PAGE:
Plans for a natural gas pipeline through Dakota County are moving forward, but residents and environmental advocates are asking the company behind it to consider changing its route to avoid Lebanon Hills Regional Park.
"We don't know at this point what the alternate routes could be," said Wendy Heath, a program organizer at Clean Water Action Minnesota who's working with locals to raise concerns about the pipeline. "And so we're asking them to propose a few different ones and then choose the one that's least environmentally impactful."
Northern Natural Gas is planning a nearly 8-mile pipeline that would run from Rosemount to Eagan, then connect to Xcel Energy's Black Dog power plant in Burnsville. The 20-inch pipe would run alongside an existing line that already cuts through Lebanon Hills, and it would affect more than 400 homeowners.
The project's estimated cost is $48 million. Construction would begin in spring 2017.
Locals took some comfort this fall when they learned that Northern Natural Gas planned to drill underground to install most of the pipe, rather than carving out space for it. But they're still worried about possible tree-clearing and soil erosion that could contaminate nearby bodies of water once the pipe is installed.
Northern Natural Gas owns an approximately 60-foot easement for the pipeline that's already there. The new pipeline would mostly follow that existing easement, but residents are still worried that it will disrupt the park.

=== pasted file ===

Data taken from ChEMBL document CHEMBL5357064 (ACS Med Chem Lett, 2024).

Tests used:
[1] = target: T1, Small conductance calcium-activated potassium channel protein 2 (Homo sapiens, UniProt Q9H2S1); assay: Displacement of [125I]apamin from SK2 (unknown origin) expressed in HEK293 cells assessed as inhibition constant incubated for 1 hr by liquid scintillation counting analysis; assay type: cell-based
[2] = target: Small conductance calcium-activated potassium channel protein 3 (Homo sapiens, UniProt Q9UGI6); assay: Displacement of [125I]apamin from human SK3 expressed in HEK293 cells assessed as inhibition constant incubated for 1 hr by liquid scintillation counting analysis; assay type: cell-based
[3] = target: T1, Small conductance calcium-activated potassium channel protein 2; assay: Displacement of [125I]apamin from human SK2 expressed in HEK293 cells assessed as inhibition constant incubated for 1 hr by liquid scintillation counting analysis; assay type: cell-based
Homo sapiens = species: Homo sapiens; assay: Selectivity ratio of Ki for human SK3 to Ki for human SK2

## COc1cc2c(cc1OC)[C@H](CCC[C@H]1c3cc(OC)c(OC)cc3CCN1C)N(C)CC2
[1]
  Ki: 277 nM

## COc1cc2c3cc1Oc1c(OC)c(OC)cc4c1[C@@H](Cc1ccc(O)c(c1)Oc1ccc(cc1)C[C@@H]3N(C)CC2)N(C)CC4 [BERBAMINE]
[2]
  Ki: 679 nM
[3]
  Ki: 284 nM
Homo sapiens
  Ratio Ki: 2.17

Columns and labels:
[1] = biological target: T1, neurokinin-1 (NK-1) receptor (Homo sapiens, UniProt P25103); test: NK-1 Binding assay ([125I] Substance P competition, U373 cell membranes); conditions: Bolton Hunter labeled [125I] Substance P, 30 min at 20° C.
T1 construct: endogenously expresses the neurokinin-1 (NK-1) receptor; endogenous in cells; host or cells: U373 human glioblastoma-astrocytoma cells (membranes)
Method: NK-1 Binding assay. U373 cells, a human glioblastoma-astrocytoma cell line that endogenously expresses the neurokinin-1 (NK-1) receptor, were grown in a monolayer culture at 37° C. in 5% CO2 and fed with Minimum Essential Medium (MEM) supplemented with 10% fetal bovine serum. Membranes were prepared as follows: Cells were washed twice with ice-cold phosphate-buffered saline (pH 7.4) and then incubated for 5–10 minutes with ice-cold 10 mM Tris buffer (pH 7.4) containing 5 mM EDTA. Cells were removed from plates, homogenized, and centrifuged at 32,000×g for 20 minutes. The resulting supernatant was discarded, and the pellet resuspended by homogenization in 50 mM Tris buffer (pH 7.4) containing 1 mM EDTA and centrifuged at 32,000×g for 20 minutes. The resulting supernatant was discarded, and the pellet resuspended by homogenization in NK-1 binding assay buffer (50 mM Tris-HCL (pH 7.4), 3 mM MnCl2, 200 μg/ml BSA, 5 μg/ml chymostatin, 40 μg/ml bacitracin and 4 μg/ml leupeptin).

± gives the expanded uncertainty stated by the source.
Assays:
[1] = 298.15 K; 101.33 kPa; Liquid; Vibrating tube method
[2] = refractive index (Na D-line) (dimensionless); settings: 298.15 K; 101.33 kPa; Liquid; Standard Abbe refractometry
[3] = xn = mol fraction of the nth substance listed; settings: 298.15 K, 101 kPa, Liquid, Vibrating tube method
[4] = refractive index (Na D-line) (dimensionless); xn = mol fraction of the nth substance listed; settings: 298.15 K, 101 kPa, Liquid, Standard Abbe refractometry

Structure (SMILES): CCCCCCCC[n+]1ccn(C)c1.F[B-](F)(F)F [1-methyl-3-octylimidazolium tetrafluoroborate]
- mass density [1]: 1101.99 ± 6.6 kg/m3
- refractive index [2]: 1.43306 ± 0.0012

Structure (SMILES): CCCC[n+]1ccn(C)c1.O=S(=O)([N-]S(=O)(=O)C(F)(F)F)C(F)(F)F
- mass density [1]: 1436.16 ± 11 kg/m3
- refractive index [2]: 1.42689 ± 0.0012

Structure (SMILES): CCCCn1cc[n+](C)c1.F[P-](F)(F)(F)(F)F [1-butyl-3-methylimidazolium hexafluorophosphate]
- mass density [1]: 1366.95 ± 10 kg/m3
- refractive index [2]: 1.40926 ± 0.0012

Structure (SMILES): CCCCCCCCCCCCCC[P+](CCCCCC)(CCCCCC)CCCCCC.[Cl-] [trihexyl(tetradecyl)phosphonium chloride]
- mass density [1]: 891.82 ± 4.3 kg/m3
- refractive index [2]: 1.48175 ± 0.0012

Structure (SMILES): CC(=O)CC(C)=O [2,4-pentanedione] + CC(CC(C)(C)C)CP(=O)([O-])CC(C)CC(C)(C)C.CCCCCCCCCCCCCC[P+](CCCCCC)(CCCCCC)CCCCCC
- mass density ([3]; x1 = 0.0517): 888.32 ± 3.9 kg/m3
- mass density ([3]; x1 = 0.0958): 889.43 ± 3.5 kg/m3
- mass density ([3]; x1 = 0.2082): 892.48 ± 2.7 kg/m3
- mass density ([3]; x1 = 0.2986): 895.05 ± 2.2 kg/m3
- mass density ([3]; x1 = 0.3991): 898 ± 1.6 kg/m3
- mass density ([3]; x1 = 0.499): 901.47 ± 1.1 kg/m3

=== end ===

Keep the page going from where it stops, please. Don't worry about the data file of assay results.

"Even if they minimize impact in the initial installation, what's going to happen in the future?" said Holly Jenkins, an Eagan resident who lives about a mile from the park and founded the nonprofit group Wilderness in the City.
Pipeline plans are still in the early stages, so little is known about how the park will be affected. Northern Natural Gas is in a "pre-filing" process with the Federal Energy Regulatory Commission (FERC) and will submit a formal application in June, said Northern's external affairs director Mike Loeffler.
Residents have asked if the pipeline could run outside the park, possibly along a road. The Dakota County Parks Department has also asked Northern Natural Gas to present alternatives, said parks Director Steve Sullivan.
The route has already been changed once to avoid a neighborhood, Loeffler said. A resident suggestion for running the line along an existing electrical corridor was considered, he said, but ultimately rejected because it would have had a greater impact on landowners and required closing a major road.
"We can't meet every objection and suggestion that's given to us," he said. "Because every time you make a suggestion, the alternative has its own special impacts."
The Parks Department has talked with Northern Natural Gas about adding more trees and vegetation to the park, Sullivan said.
Still, pipeline opponents want to use this time to communicate their concerns to the FERC. At an informational session Thursday night at the Lebanon Hills visitor center, Jenkins and Heath encouraged a group of about two dozen people to contact the federal agency.
"It's going to be a bit of an uphill battle, but if they don't hear from people, they have no reason to reroute it," Jenkins said.